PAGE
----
Joel Dillard

Representing Mississippi Workers

Hancock County sued for retaliating against a breastfeeding mother

A Hancock County Sheriff’s Department corrections officer claims she faced harassment and retaliation when she asked for break time to pump breast milk for her newborn.

Crystal Ford, a law enforcement officer at the Hancock County Sheriff’s Department located in Bay St. Louis, has sued her employer for violating her rights under the Fair Labor Standards Act (FLSA). The law requires employers to give nursing mothers breaks in an appropriate place to express breast milk. Ms. Ford claims that the Sheriff’s Department repeatedly denied her breaks to pump and forced her to pump in an employee restroom.

On September 2, 2018, Ms. Ford requested permission to return home to retrieve a part of her breast pump. A deputy told her she could not leave and said that he did not give a f--k about Ms. Ford’s emergency. When she attempted to leave, Ms. Ford was locked into the prison facility and mocked over the prison speaker system.

Ms. Ford developed a mastitis infection due to her inability to pump regularly at work. For her health, Ms. Ford took a demotion to a part-time, on-call job, but she was rarely called into work. She later asked to return full time but was not rehired.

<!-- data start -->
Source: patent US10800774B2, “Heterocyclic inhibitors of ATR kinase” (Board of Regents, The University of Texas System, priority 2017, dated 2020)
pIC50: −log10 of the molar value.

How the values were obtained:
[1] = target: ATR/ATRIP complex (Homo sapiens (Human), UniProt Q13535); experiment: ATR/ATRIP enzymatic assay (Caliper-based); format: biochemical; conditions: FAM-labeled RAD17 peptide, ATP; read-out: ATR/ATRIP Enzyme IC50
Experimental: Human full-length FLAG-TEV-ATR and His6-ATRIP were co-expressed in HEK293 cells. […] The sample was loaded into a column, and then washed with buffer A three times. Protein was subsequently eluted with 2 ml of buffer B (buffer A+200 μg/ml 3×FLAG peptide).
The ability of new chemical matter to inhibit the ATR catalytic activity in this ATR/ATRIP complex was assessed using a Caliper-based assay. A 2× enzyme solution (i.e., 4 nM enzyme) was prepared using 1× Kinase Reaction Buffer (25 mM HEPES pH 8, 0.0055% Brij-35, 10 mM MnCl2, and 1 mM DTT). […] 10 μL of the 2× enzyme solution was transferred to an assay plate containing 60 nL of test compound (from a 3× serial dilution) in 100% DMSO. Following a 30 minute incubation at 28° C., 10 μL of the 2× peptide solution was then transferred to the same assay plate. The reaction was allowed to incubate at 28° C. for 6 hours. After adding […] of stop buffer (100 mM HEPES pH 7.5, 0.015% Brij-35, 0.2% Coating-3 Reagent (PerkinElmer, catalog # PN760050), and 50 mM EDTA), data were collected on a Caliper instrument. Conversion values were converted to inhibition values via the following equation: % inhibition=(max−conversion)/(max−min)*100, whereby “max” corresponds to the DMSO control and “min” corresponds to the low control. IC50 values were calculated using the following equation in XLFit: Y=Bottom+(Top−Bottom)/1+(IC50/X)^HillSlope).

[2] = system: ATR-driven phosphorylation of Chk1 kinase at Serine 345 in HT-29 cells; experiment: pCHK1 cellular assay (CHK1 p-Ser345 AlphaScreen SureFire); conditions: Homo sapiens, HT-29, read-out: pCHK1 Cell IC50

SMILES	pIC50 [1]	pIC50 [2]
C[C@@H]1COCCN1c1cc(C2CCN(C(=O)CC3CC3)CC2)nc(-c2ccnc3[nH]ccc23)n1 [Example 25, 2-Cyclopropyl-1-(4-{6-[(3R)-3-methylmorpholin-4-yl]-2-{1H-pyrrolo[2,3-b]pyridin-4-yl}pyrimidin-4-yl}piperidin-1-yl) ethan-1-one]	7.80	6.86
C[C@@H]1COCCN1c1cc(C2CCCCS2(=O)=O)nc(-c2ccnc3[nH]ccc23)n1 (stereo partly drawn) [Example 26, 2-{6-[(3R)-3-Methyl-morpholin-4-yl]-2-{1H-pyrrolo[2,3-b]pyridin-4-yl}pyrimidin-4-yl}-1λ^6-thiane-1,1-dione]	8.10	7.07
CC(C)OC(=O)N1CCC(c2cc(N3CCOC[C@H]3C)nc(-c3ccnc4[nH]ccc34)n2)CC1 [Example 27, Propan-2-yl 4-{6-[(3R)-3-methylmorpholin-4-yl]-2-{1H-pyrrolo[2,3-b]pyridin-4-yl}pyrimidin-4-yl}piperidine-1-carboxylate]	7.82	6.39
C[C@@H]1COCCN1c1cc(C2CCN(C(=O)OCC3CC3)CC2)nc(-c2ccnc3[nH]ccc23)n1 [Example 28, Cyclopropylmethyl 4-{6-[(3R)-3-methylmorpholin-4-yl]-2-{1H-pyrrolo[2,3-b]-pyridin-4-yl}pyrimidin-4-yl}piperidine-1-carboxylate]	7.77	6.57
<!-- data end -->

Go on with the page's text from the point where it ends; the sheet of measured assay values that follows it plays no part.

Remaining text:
According to Mississippi attorney Joel F. Dillard, who is representing Ms. Ford in the lawsuit, The rules are clear: Employers must allow women to nurture their children by pumping at work. Those rules were broken and ignored by the Sheriff’s Department. Ms. Ford is suing to enforce these rules, which should protect every mother and child.


This site is for general information only, and creates no attorney-client relationship. Sending inquiries to the firm does not create an attorney-client relationship.

To get legal advice about an employment law, labor law, federal employee law, whistleblower protection, labor unions, worker cooperatives, immigration, discrimination, harassment, wrongful termination, severance, or any related question, you must first have a conflicts check by the firm. We represent exclusively workers, worker cooperatives and unions, but we still must check for potential conflicts of interest, for example, between a supervisor and employee.

First provide the firm with your name, and the name of the person you are making claims against - and no other information. This allows the firm to check for such conflicts of interest. Until you receive confirmation from an attorney that there is NO CONFLICT, none of the information you provide will be considered confidential. Do NOT provide any confidential information before we have asked you to do so.

Once we have confirmed there is no conflict, you may discuss your matter with the attorney in a little more detail, and, if requested, make an appointment. If at your appointment the firm accepts you as a client in writing, then the attorney will be able to provide you with employment law advice.